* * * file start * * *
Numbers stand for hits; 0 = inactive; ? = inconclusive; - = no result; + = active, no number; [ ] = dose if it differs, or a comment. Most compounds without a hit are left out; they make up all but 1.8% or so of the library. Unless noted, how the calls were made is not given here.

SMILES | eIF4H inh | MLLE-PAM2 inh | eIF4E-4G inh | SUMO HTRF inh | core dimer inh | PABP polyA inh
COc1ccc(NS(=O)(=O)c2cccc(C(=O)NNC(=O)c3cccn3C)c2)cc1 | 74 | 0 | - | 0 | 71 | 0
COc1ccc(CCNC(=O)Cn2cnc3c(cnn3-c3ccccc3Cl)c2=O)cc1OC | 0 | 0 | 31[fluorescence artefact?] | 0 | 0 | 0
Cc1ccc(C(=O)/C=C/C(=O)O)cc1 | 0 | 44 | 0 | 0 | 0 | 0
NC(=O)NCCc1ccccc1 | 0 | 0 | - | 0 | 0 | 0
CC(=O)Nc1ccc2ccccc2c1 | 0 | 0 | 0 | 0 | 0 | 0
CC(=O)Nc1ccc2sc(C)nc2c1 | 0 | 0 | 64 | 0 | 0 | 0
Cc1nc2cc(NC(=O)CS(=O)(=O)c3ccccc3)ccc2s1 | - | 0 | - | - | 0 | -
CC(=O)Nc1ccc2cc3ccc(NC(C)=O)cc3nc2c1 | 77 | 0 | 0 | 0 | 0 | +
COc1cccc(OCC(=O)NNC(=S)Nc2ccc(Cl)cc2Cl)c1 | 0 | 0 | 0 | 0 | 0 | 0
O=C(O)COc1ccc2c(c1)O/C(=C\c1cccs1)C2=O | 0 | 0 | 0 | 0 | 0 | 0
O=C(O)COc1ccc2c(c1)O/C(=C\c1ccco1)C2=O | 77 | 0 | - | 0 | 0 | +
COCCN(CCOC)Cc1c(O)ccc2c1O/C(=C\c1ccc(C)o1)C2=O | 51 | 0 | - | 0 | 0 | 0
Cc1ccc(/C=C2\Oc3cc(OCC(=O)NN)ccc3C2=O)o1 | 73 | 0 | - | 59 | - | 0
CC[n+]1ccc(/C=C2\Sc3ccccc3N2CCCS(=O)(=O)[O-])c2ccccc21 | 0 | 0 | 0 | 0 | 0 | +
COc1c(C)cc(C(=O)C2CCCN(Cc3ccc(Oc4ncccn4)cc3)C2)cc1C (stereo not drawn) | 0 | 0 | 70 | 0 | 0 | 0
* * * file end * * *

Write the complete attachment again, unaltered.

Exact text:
Numbers stand for hits; 0 = inactive; ? = inconclusive; - = no result; + = active, no number; [ ] = dose if it differs, or a comment. Most compounds without a hit are left out; they make up all but 1.8% or so of the library. Unless noted, how the calls were made is not given here.

SMILES | eIF4H inh | MLLE-PAM2 inh | eIF4E-4G inh | SUMO HTRF inh | core dimer inh | PABP polyA inh
COc1ccc(NS(=O)(=O)c2cccc(C(=O)NNC(=O)c3cccn3C)c2)cc1 | 74 | 0 | - | 0 | 71 | 0
COc1ccc(CCNC(=O)Cn2cnc3c(cnn3-c3ccccc3Cl)c2=O)cc1OC | 0 | 0 | 31[fluorescence artefact?] | 0 | 0 | 0
Cc1ccc(C(=O)/C=C/C(=O)O)cc1 | 0 | 44 | 0 | 0 | 0 | 0
NC(=O)NCCc1ccccc1 | 0 | 0 | - | 0 | 0 | 0
CC(=O)Nc1ccc2ccccc2c1 | 0 | 0 | 0 | 0 | 0 | 0
CC(=O)Nc1ccc2sc(C)nc2c1 | 0 | 0 | 64 | 0 | 0 | 0
Cc1nc2cc(NC(=O)CS(=O)(=O)c3ccccc3)ccc2s1 | - | 0 | - | - | 0 | -
CC(=O)Nc1ccc2cc3ccc(NC(C)=O)cc3nc2c1 | 77 | 0 | 0 | 0 | 0 | +
COc1cccc(OCC(=O)NNC(=S)Nc2ccc(Cl)cc2Cl)c1 | 0 | 0 | 0 | 0 | 0 | 0
O=C(O)COc1ccc2c(c1)O/C(=C\c1cccs1)C2=O | 0 | 0 | 0 | 0 | 0 | 0
O=C(O)COc1ccc2c(c1)O/C(=C\c1ccco1)C2=O | 77 | 0 | - | 0 | 0 | +
COCCN(CCOC)Cc1c(O)ccc2c1O/C(=C\c1ccc(C)o1)C2=O | 51 | 0 | - | 0 | 0 | 0
Cc1ccc(/C=C2\Oc3cc(OCC(=O)NN)ccc3C2=O)o1 | 73 | 0 | - | 59 | - | 0
CC[n+]1ccc(/C=C2\Sc3ccccc3N2CCCS(=O)(=O)[O-])c2ccccc21 | 0 | 0 | 0 | 0 | 0 | +
COc1c(C)cc(C(=O)C2CCCN(Cc3ccc(Oc4ncccn4)cc3)C2)cc1C (stereo not drawn) | 0 | 0 | 70 | 0 | 0 | 0